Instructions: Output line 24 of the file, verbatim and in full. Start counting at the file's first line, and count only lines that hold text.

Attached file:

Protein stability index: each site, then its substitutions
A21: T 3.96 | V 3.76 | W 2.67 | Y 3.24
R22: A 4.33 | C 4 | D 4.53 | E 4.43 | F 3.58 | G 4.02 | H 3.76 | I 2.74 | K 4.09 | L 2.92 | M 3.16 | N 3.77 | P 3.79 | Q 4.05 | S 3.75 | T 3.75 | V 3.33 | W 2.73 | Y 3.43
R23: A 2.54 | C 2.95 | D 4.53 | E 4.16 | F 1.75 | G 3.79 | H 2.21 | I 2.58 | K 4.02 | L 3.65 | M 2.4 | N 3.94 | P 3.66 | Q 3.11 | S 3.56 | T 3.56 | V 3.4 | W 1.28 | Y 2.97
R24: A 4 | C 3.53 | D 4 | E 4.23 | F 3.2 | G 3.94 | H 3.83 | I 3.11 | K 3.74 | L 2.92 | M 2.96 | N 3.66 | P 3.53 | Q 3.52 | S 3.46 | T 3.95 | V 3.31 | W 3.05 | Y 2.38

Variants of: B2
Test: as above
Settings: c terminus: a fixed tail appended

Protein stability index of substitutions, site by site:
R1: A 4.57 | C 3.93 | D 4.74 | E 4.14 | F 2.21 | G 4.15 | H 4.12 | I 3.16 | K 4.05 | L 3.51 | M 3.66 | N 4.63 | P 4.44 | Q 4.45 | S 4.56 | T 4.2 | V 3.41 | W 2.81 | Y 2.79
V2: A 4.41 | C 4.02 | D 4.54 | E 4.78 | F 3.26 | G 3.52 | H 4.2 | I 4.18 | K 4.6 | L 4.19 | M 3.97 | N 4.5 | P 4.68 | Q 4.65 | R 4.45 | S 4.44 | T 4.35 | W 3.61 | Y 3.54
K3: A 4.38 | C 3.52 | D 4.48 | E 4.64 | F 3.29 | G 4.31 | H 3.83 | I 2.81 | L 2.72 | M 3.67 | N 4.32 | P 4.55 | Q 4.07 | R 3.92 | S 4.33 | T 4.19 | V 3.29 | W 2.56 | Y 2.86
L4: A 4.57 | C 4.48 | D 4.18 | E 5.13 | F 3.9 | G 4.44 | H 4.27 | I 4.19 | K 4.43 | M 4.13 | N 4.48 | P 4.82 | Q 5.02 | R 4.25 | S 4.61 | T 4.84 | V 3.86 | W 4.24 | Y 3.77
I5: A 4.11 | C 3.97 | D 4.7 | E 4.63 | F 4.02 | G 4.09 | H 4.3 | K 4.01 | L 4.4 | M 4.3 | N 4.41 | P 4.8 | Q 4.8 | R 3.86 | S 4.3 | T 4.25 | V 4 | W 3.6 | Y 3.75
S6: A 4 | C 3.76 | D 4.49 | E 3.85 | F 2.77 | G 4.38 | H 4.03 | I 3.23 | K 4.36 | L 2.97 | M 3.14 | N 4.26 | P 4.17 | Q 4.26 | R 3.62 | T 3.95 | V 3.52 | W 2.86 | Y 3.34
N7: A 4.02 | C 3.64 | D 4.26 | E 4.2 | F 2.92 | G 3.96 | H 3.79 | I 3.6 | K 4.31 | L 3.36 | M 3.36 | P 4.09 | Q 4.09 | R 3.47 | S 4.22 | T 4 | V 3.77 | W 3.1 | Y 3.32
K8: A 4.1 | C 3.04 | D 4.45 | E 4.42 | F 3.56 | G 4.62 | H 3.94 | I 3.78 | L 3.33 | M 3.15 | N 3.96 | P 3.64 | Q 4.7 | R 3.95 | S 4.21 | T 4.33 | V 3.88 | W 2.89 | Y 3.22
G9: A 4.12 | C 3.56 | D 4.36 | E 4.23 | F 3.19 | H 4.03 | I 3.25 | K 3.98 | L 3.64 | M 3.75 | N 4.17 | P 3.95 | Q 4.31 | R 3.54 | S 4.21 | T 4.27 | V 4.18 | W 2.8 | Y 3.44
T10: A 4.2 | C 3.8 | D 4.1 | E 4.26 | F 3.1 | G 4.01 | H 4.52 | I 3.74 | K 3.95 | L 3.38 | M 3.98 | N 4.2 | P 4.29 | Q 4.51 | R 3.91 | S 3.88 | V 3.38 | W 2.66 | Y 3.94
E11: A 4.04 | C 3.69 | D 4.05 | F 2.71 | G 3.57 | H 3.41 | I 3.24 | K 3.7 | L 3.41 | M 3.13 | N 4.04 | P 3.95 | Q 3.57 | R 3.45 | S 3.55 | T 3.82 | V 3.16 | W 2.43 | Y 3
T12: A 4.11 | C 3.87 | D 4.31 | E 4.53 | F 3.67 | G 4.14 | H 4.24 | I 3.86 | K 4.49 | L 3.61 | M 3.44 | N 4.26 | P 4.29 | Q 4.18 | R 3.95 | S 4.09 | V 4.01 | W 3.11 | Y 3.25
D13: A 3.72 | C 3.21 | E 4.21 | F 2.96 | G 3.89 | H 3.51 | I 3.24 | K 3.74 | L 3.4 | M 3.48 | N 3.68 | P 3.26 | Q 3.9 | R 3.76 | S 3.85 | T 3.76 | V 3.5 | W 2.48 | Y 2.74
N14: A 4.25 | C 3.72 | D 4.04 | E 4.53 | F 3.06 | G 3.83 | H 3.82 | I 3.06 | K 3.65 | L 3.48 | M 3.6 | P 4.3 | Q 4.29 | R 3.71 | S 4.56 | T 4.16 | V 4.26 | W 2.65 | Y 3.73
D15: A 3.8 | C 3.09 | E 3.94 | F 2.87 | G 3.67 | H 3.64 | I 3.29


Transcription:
D15: A 3.8 | C 3.09 | E 3.94 | F 2.87 | G 3.67 | H 3.64 | I 3.29